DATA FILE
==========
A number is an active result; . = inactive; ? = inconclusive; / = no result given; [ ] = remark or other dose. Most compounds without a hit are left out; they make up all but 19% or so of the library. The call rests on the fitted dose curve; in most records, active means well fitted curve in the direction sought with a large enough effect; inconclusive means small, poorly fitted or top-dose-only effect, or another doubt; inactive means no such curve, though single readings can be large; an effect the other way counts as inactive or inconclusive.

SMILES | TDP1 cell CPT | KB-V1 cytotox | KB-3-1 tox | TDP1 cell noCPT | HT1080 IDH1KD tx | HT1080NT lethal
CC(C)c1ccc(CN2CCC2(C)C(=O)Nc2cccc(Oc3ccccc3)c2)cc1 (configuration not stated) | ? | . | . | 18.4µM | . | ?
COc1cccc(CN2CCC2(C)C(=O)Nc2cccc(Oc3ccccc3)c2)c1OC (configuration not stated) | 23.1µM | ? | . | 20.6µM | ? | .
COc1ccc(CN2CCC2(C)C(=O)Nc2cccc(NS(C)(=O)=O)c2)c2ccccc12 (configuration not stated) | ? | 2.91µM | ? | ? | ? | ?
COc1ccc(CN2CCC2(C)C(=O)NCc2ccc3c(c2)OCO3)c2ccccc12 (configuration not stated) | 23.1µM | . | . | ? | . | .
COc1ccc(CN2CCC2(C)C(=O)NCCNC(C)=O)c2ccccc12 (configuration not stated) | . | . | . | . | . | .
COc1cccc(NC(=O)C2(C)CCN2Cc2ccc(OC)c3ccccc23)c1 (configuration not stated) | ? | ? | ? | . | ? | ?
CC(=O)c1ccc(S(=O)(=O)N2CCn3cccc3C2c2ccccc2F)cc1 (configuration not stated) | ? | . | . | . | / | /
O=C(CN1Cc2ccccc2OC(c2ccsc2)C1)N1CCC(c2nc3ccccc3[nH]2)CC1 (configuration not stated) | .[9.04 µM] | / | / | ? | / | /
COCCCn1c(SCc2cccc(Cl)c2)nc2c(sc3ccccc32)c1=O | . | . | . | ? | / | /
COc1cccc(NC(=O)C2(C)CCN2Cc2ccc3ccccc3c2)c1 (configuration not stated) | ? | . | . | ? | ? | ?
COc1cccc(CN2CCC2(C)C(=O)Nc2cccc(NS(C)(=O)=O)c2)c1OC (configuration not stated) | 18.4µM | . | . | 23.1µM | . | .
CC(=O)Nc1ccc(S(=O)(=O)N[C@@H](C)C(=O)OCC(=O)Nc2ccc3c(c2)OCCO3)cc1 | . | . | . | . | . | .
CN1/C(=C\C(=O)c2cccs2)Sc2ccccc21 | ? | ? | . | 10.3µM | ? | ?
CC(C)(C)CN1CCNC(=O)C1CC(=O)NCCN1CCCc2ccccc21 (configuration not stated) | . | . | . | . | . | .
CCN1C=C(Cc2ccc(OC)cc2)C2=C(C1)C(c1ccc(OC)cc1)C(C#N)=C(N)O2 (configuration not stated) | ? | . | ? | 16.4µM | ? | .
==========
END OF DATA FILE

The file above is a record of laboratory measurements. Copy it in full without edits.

A number is an active result; . = inactive; ? = inconclusive; / = no result given; [ ] = remark or other dose. Most compounds without a hit are left out; they make up all but 19% or so of the library. The call rests on the fitted dose curve; in most records, active means well fitted curve in the direction sought with a large enough effect; inconclusive means small, poorly fitted or top-dose-only effect, or another doubt; inactive means no such curve, though single readings can be large; an effect the other way counts as inactive or inconclusive.

SMILES | TDP1 cell CPT | KB-V1 cytotox | KB-3-1 tox | TDP1 cell noCPT | HT1080 IDH1KD tx | HT1080NT lethal
CC(C)c1ccc(CN2CCC2(C)C(=O)Nc2cccc(Oc3ccccc3)c2)cc1 (configuration not stated) | ? | . | . | 18.4µM | . | ?
COc1cccc(CN2CCC2(C)C(=O)Nc2cccc(Oc3ccccc3)c2)c1OC (configuration not stated) | 23.1µM | ? | . | 20.6µM | ? | .
COc1ccc(CN2CCC2(C)C(=O)Nc2cccc(NS(C)(=O)=O)c2)c2ccccc12 (configuration not stated) | ? | 2.91µM | ? | ? | ? | ?
COc1ccc(CN2CCC2(C)C(=O)NCc2ccc3c(c2)OCO3)c2ccccc12 (configuration not stated) | 23.1µM | . | . | ? | . | .
COc1ccc(CN2CCC2(C)C(=O)NCCNC(C)=O)c2ccccc12 (configuration not stated) | . | . | . | . | . | .
COc1cccc(NC(=O)C2(C)CCN2Cc2ccc(OC)c3ccccc23)c1 (configuration not stated) | ? | ? | ? | . | ? | ?
CC(=O)c1ccc(S(=O)(=O)N2CCn3cccc3C2c2ccccc2F)cc1 (configuration not stated) | ? | . | . | . | / | /
O=C(CN1Cc2ccccc2OC(c2ccsc2)C1)N1CCC(c2nc3ccccc3[nH]2)CC1 (configuration not stated) | .[9.04 µM] | / | / | ? | / | /
COCCCn1c(SCc2cccc(Cl)c2)nc2c(sc3ccccc32)c1=O | . | . | . | ? | / | /
COc1cccc(NC(=O)C2(C)CCN2Cc2ccc3ccccc3c2)c1 (configuration not stated) | ? | . | . | ? | ? | ?
COc1cccc(CN2CCC2(C)C(=O)Nc2cccc(NS(C)(=O)=O)c2)c1OC (configuration not stated) | 18.4µM | . | . | 23.1µM | . | .
CC(=O)Nc1ccc(S(=O)(=O)N[C@@H](C)C(=O)OCC(=O)Nc2ccc3c(c2)OCCO3)cc1 | . | . | . | . | . | .
CN1/C(=C\C(=O)c2cccs2)Sc2ccccc21 | ? | ? | . | 10.3µM | ? | ?
CC(C)(C)CN1CCNC(=O)C1CC(=O)NCCN1CCCc2ccccc21 (configuration not stated) | . | . | . | . | . | .
CCN1C=C(Cc2ccc(OC)cc2)C2=C(C1)C(c1ccc(OC)cc1)C(C#N)=C(N)O2 (configuration not stated) | ? | . | ? | 16.4µM | ? | .